How to Optimize Manufacturing Downtime Reasons

Downtime Reason Codes

When assigning reasons to downtime events, downtime reporting is more consistent and more useful with a smaller list of down reasons.

We recommend that manufacturers optimize their downtime reason codes to the smallest set of reasons that are truly actionable. If your team is spending more time focusing on capturing downtime reasons than taking action, there's a good chance that they're stuck in a 'data trap'. Downtime can be the ultimate data trap because people often feel that their existing data never quite explains ‘what went wrong’. The trap comes when you say "if we just capture more data, then we will take better action".

If you want to reduce downtime, define a small number of down reasons that equip you to have the right conversation with the right person. Have that conversation. And then take action.

Attempting to capture a large number of down reasons places a burden on operators, requires more managerial analysis, and can paradoxically reduce the ability of teams to take action. A smaller number of reasons makes it easier for operators, engineers, and managers to focus on the machine and reason that most needs their attention.

Five Great Strategies for Downtime Reason Optimization

Five highly effective strategies for optimizing downtime reasons are:

  1. No More Than 25 Downtime Reasons
  2. Focus on the Constraint
  3. Focus on Symptoms
  4. Create Meaningful Downtime Reasons
  5. Automate Downtime Reason Capture

1. No More Than 25 Downtime Reasons

We recommend capturing up to 25 down reasons (even if you have the capability to capture more reasons). There are two big benefits to categorizing a relatively small number of down reasons:

  • Consistency: It’s easier for operators to capture the correct reason when they have fewer to choose from. When presented with hundreds of reasons, we find that most people select the most convenient reason (so that they get back to running the machine), rather than the correct reason (which may require leafing through pages of reasons).
  • Analysis: A smaller list makes it easier to quickly identify which common cause of downtime needs to be the top priority.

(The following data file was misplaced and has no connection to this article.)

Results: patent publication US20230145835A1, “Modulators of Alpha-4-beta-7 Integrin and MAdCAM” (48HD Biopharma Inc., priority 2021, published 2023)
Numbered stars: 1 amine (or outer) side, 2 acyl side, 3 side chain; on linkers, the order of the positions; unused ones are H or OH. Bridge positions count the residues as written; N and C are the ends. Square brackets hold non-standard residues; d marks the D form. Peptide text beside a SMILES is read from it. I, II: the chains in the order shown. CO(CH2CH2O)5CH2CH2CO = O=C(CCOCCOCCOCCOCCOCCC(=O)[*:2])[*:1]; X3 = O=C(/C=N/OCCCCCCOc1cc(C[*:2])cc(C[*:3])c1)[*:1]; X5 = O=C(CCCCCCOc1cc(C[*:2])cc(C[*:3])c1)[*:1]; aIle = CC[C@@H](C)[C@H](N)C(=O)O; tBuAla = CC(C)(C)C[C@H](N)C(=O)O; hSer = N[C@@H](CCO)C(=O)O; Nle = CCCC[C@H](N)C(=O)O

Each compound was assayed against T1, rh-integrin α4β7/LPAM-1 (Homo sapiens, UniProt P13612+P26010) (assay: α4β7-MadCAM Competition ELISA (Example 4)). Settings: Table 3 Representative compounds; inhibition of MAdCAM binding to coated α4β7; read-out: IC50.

In the Pareto chart example below, this plant has defined a large number of down reasons. As a result, their down losses are spread across all the available reasons, and there isn’t a clear indication of where they should focus:

In the Pareto chart example below, the plant has defined a much smaller list of reasons. As a result, it’s very clear that they should be engaging the team to discuss “Module 1 Electrical” issues:

2. Focus on the Constraint

To reduce the number of down reasons, capture detailed down reasons at the constraint. Do not attempt to create reasons for every machine. Instead, capture a single reason code for each non-constraint machine. Consider this process with four machines:

  • Each machine has ten down reasons. Total = 40 down reasons.
  • Create ten down reasons on the constraint. Create one generic reason for each additional machine. Total = 13 down reasons.

If a machine that’s not the constraint is causing the constraint to stop, temporarily add a couple of reason codes at this machine to track the problem until it is fixed.

By focusing on the constraint you reduce the number of down reasons, and focus the team on the machine that has the biggest impact to productivity.

3. Focus on Symptoms

Many engineers want to capture the root cause of machine stops. Unfortunately, very few operators can consistently and correctly identify the root cause of a machine stop, which in turn creates poor data.